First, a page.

"What does that mean. Long Island gets 13 percent generally. We have 60 percent of the children but we get 13 percent. Why does that matter? In the assembly's plan that was put forth Long Island's share would be reduced to 9 percent. We can't do that. By the way, that would be the formula for the next five years. So, over time we would really have a problem. The assembly's response from the city members was, 'Well, we are not cutting anything.' Yes, but they are not increasing it either. You are cutting the amount of interest. So if everybody else is getting this mass infusion of dollars and we remain static, we are losing. Which is really the heart of this battle."
Balboni went on, "As far as the rest of the educational dollars, we could have had a budget in March. But, I think what everybody made was a basic political miscalculation. I have served in the New York State Senate for seven years and what is very apparent is the dichotomy and deviousness that the city school funding issues generated in the assembly. Particularly, the black and Latino caucus who have been saying that they have been 'short-changed' and that is why their student populations were not performing. This decision for them was a vindication of all the things they were saying and from a political prospective they could not go home to their districts without some kind of CFE resolution or being dragged kicking and screaming to some type of resolution or going back into court. Much as I would be loathe to return to this district if I actually allowed a massive cut in school aid to occur. Which, by the way, is why we did the over-ride last year.
"Where are we now? The difficulty is that we are absolutely nowhere and the irony of that is that the economy continues to improve. The revenues we collect from sales tax are increasing, which is one of the components of the state budget and our capitol gains taxes have increased because Wall Street has had a very good year so we are actually, from a financial prospective, better than we have been in many, many years. So, money was not the issue this year in the budget."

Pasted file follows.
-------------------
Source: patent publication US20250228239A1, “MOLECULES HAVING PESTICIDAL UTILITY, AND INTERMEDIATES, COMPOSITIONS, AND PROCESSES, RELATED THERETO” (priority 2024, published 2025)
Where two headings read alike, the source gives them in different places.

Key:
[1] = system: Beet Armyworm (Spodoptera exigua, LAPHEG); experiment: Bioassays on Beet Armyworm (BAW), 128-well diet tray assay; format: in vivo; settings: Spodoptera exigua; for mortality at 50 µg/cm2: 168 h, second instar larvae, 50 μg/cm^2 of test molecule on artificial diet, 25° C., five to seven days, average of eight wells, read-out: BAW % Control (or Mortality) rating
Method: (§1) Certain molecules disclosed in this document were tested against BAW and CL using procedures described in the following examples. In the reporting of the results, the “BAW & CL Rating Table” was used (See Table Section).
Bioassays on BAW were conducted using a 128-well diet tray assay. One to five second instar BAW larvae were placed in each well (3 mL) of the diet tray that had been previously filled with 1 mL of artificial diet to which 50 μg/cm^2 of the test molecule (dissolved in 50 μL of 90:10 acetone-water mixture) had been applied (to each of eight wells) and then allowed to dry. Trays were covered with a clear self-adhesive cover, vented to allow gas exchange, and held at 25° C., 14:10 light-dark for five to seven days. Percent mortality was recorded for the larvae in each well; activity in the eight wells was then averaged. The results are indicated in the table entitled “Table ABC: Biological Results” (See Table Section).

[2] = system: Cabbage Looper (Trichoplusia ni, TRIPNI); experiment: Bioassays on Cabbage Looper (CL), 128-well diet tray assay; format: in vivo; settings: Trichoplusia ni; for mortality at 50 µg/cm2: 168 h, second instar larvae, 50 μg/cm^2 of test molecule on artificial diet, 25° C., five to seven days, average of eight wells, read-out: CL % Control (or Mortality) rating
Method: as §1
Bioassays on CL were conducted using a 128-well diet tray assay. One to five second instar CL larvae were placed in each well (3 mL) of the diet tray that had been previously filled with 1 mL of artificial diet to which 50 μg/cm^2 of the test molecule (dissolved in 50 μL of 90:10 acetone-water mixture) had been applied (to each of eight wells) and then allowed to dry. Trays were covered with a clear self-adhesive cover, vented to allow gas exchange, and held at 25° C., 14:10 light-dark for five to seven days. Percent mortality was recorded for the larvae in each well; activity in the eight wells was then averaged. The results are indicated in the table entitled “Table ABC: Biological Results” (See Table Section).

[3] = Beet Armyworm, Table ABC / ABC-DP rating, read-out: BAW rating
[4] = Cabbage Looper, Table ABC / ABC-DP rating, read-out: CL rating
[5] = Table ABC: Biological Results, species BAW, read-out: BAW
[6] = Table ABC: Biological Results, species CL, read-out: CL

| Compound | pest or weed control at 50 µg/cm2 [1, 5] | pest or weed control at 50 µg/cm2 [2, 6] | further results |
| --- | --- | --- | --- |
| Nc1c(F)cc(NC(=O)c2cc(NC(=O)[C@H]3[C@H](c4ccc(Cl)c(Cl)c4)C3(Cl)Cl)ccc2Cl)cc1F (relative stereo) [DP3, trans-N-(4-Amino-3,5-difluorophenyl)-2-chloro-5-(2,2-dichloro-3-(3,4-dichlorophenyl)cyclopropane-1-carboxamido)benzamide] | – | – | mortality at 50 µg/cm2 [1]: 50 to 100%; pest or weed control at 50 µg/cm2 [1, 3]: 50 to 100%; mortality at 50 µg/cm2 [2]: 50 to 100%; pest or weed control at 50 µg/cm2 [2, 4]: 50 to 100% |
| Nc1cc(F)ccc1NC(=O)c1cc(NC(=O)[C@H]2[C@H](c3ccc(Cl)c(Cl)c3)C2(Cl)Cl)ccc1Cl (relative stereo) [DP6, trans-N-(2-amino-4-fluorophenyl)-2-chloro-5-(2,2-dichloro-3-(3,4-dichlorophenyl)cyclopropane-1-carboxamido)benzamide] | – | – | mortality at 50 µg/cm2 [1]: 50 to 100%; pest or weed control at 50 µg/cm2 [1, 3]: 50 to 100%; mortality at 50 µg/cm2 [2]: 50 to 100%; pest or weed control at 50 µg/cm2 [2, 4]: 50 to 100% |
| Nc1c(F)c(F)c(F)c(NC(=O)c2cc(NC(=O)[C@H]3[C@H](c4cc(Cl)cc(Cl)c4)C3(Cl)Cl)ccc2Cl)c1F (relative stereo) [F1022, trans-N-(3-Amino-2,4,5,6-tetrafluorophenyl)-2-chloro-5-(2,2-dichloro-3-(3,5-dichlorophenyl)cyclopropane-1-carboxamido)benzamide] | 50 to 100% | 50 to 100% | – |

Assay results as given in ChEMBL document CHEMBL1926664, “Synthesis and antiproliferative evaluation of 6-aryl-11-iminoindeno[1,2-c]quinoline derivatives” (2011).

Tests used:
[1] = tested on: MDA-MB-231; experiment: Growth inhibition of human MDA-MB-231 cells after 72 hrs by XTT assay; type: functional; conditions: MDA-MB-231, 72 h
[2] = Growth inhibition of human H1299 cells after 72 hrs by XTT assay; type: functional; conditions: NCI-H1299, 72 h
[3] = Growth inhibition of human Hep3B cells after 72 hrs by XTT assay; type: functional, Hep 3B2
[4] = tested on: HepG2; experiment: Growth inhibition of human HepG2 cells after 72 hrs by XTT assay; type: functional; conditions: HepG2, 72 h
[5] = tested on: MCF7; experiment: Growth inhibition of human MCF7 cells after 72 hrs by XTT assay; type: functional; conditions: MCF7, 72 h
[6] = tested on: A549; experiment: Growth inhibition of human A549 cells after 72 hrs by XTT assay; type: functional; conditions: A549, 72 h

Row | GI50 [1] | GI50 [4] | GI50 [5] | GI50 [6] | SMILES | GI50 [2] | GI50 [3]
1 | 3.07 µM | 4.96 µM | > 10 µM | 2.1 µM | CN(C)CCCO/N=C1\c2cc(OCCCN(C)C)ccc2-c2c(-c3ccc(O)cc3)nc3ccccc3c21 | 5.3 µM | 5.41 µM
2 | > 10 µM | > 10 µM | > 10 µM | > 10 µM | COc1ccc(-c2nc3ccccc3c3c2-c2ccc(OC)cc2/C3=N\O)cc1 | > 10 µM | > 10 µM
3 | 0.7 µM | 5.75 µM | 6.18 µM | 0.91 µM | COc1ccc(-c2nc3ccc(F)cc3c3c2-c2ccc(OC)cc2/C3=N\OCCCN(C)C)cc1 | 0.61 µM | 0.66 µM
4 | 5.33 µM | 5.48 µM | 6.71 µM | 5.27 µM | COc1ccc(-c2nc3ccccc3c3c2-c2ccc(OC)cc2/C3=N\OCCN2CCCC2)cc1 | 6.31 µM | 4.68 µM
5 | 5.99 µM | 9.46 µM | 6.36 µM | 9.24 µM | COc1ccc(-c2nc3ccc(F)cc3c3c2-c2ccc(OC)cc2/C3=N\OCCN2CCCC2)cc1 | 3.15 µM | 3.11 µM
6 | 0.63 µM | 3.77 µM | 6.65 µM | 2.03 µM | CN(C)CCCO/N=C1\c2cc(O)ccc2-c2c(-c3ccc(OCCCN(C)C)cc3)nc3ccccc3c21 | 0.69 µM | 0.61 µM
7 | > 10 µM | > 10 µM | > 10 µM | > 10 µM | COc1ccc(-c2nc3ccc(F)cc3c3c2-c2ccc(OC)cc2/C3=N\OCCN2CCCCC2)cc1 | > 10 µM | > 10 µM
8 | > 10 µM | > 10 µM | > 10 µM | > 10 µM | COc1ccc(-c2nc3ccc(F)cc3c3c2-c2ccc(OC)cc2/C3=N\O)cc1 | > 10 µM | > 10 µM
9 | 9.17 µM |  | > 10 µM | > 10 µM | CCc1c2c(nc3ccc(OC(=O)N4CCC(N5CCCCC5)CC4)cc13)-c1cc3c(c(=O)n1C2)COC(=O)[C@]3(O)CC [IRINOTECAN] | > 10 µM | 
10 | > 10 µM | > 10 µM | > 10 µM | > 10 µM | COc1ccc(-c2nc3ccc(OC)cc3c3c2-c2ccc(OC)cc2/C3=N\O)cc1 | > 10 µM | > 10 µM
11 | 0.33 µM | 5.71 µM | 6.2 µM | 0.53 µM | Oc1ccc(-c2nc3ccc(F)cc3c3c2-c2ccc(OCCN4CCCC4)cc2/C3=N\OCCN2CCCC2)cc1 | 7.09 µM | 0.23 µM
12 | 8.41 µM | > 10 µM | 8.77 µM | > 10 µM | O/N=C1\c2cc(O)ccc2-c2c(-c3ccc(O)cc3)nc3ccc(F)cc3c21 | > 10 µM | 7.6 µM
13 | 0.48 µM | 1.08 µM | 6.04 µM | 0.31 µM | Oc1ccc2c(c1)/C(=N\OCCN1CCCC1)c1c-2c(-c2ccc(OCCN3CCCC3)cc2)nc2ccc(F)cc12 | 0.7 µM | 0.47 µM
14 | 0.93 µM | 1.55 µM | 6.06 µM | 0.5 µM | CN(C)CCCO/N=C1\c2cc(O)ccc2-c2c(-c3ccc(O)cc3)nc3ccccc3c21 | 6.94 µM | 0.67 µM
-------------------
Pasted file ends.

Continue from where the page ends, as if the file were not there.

Senator Balboni then said he would address other issues that Dr. Bierwirth had asked him to address.
He said, "Roslyn School District. It is a huge issue...a 'white elephant' sitting in a room. From a political prospective, it could not have come at a worse time because just as I sit there on the senate floor arguing with my city colleagues that we have to maintain Long Island shares they say well wait a minute. A school district lost $8 million dollars and they didn't miss it. They didn't cut classes, they didn't reduce programs and they didn't raise taxes? So, what do we do?"
Balboni went on, "There has been a call, obviously, not only for accountability and discovery, from the prosecution, but accountability in the entire system. Last year Long Island school districts spent $7 billion. That's a lot of money. So what has happened is that school boards have become big business. There are several proposals that have been introduced and I don't know which one will be passed. Several I have introduced with New York State Assemblyman Thomas DiNapoli. I would apply the 'general officer's law' to board members."
He went on to describe what a 'general officer's law' is. He said, "Essentially, if you are a mayor of a village that has a $500,000 budget there are couple of things you have to do. You have to fill out a disclosure form for your personal finances. If someone comes before you and they have a conflict of interest with you then you have to disclose it. Right now that does not have to happen at school boards. There is a call for an Inspector General for School Boards. In addition, there are several auditing bills. There was a request that the State Comptroller audit every school district every-other year. The difficulty to that is that there is no money attached to that bill and given the number of school district the state comptroller would not be able to audit anyone else. So that is uppermost in everybody's minds.